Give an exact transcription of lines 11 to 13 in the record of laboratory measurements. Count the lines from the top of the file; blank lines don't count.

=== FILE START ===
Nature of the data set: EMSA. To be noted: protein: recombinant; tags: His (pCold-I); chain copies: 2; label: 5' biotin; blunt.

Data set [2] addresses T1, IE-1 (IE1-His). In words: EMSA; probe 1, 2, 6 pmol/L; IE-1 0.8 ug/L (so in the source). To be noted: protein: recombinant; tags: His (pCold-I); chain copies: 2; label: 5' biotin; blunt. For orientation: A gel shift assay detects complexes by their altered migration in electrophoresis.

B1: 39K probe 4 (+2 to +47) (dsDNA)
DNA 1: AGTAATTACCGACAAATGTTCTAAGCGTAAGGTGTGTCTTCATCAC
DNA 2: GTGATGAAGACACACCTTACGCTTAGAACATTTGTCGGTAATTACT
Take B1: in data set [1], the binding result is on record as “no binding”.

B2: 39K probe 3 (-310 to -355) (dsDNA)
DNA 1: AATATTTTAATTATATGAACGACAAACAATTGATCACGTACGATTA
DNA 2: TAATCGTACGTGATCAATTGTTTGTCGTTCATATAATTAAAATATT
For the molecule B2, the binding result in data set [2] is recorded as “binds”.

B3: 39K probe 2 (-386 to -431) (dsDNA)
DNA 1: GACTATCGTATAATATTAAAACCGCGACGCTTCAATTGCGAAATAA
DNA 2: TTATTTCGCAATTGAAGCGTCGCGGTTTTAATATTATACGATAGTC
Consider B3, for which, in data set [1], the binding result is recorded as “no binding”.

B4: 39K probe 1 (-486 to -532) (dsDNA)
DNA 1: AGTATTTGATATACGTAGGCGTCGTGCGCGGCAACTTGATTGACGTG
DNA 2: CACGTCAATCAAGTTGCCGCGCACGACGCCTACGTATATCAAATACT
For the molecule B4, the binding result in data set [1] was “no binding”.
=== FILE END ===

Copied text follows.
B3: 39K probe 2 (-386 to -431) (dsDNA)
DNA 1: GACTATCGTATAATATTAAAACCGCGACGCTTCAATTGCGAAATAA
DNA 2: TTATTTCGCAATTGAAGCGTCGCGGTTTTAATATTATACGATAGTC